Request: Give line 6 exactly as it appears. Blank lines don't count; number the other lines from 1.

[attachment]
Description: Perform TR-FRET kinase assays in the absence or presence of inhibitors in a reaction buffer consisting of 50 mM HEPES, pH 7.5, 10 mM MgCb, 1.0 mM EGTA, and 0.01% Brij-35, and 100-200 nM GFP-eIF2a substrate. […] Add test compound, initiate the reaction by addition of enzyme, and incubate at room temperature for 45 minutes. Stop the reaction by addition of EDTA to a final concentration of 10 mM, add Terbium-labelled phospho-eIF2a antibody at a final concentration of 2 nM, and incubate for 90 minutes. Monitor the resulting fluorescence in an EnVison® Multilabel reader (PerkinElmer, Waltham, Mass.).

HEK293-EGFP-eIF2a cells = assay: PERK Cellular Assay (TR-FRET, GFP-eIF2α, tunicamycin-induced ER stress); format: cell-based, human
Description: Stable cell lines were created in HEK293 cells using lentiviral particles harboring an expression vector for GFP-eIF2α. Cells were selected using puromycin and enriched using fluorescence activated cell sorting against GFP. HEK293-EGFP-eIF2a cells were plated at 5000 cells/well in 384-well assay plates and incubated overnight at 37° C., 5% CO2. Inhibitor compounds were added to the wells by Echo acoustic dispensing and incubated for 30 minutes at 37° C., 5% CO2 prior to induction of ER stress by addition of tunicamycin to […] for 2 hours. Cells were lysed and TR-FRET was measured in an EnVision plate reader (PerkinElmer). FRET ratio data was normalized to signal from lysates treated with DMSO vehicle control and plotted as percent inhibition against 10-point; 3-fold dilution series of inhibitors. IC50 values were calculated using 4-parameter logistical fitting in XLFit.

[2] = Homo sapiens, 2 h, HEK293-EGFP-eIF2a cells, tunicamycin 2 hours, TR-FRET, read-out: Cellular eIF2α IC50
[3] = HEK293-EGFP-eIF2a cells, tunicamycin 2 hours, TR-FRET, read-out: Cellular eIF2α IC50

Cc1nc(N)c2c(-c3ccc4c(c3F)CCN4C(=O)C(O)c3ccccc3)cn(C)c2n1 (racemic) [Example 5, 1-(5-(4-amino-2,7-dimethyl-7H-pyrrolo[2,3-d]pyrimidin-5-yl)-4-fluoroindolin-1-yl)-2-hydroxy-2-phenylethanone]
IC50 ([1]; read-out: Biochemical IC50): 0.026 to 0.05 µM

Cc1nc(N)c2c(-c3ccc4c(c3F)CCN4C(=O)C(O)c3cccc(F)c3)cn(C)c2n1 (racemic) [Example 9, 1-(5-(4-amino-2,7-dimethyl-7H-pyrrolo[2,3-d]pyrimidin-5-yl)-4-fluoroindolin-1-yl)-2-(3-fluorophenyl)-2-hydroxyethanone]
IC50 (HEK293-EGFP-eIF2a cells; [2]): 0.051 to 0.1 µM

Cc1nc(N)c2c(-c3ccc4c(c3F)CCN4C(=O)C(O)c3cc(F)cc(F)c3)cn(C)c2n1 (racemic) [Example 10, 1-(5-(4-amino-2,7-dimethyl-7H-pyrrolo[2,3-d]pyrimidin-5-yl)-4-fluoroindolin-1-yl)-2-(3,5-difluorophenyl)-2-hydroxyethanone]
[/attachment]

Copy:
Cc1nc(N)c2c(-c3ccc4c(c3F)CCN4C(=O)C(O)c3ccccc3)cn(C)c2n1 (racemic) [Example 5, 1-(5-(4-amino-2,7-dimethyl-7H-pyrrolo[2,3-d]pyrimidin-5-yl)-4-fluoroindolin-1-yl)-2-hydroxy-2-phenylethanone]